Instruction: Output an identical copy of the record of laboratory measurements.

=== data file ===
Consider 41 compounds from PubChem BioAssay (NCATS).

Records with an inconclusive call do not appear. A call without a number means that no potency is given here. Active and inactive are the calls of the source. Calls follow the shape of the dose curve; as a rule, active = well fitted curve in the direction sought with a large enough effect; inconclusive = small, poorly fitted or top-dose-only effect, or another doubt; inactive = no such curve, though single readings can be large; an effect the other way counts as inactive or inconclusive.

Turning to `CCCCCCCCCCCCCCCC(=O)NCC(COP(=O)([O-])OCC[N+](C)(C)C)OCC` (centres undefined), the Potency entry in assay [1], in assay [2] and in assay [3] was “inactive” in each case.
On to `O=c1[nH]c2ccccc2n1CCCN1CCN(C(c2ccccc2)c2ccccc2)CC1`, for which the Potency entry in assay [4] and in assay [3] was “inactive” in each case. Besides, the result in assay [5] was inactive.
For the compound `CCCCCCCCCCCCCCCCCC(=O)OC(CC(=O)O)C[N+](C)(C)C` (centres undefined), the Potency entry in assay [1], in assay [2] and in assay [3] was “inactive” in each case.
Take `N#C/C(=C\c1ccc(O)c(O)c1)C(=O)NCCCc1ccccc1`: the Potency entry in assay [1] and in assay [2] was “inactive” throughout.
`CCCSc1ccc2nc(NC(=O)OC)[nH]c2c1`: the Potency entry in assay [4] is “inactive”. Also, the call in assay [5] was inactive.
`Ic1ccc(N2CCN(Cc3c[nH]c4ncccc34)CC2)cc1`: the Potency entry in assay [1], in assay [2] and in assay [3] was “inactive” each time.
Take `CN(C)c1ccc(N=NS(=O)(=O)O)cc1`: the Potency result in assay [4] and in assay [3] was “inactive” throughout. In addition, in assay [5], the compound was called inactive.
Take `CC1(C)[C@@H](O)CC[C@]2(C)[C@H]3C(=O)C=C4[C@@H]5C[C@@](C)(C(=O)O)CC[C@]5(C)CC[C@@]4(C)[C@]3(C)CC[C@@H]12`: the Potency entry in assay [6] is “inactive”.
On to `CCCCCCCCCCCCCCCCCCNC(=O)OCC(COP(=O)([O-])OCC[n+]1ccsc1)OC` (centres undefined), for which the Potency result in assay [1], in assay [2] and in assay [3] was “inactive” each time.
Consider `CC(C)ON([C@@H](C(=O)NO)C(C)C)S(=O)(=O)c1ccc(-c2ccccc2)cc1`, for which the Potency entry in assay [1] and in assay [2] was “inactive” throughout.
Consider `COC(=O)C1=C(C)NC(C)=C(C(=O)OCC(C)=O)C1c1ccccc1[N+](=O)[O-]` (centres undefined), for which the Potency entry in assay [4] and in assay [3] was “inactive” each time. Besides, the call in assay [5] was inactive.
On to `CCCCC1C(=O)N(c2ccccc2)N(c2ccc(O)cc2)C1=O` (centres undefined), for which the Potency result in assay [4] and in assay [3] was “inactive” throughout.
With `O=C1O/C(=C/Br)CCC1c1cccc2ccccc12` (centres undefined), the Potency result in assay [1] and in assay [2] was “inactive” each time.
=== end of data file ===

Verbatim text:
Consider 41 compounds from PubChem BioAssay (NCATS).

Records with an inconclusive call do not appear. A call without a number means that no potency is given here. Active and inactive are the calls of the source. Calls follow the shape of the dose curve; as a rule, active = well fitted curve in the direction sought with a large enough effect; inconclusive = small, poorly fitted or top-dose-only effect, or another doubt; inactive = no such curve, though single readings can be large; an effect the other way counts as inactive or inconclusive.

Turning to `CCCCCCCCCCCCCCCC(=O)NCC(COP(=O)([O-])OCC[N+](C)(C)C)OCC` (centres undefined), the Potency entry in assay [1], in assay [2] and in assay [3] was “inactive” in each case.
On to `O=c1[nH]c2ccccc2n1CCCN1CCN(C(c2ccccc2)c2ccccc2)CC1`, for which the Potency entry in assay [4] and in assay [3] was “inactive” in each case. Besides, the result in assay [5] was inactive.
For the compound `CCCCCCCCCCCCCCCCCC(=O)OC(CC(=O)O)C[N+](C)(C)C` (centres undefined), the Potency entry in assay [1], in assay [2] and in assay [3] was “inactive” in each case.
Take `N#C/C(=C\c1ccc(O)c(O)c1)C(=O)NCCCc1ccccc1`: the Potency entry in assay [1] and in assay [2] was “inactive” throughout.
`CCCSc1ccc2nc(NC(=O)OC)[nH]c2c1`: the Potency entry in assay [4] is “inactive”. Also, the call in assay [5] was inactive.
`Ic1ccc(N2CCN(Cc3c[nH]c4ncccc34)CC2)cc1`: the Potency entry in assay [1], in assay [2] and in assay [3] was “inactive” each time.
Take `CN(C)c1ccc(N=NS(=O)(=O)O)cc1`: the Potency result in assay [4] and in assay [3] was “inactive” throughout. In addition, in assay [5], the compound was called inactive.
Take `CC1(C)[C@@H](O)CC[C@]2(C)[C@H]3C(=O)C=C4[C@@H]5C[C@@](C)(C(=O)O)CC[C@]5(C)CC[C@@]4(C)[C@]3(C)CC[C@@H]12`: the Potency entry in assay [6] is “inactive”.
On to `CCCCCCCCCCCCCCCCCCNC(=O)OCC(COP(=O)([O-])OCC[n+]1ccsc1)OC` (centres undefined), for which the Potency result in assay [1], in assay [2] and in assay [3] was “inactive” each time.
Consider `CC(C)ON([C@@H](C(=O)NO)C(C)C)S(=O)(=O)c1ccc(-c2ccccc2)cc1`, for which the Potency entry in assay [1] and in assay [2] was “inactive” throughout.
Consider `COC(=O)C1=C(C)NC(C)=C(C(=O)OCC(C)=O)C1c1ccccc1[N+](=O)[O-]` (centres undefined), for which the Potency entry in assay [4] and in assay [3] was “inactive” each time. Besides, the call in assay [5] was inactive.
On to `CCCCC1C(=O)N(c2ccccc2)N(c2ccc(O)cc2)C1=O` (centres undefined), for which the Potency result in assay [4] and in assay [3] was “inactive” throughout.
With `O=C1O/C(=C/Br)CCC1c1cccc2ccccc12` (centres undefined), the Potency result in assay [1] and in assay [2] was “inactive” each time.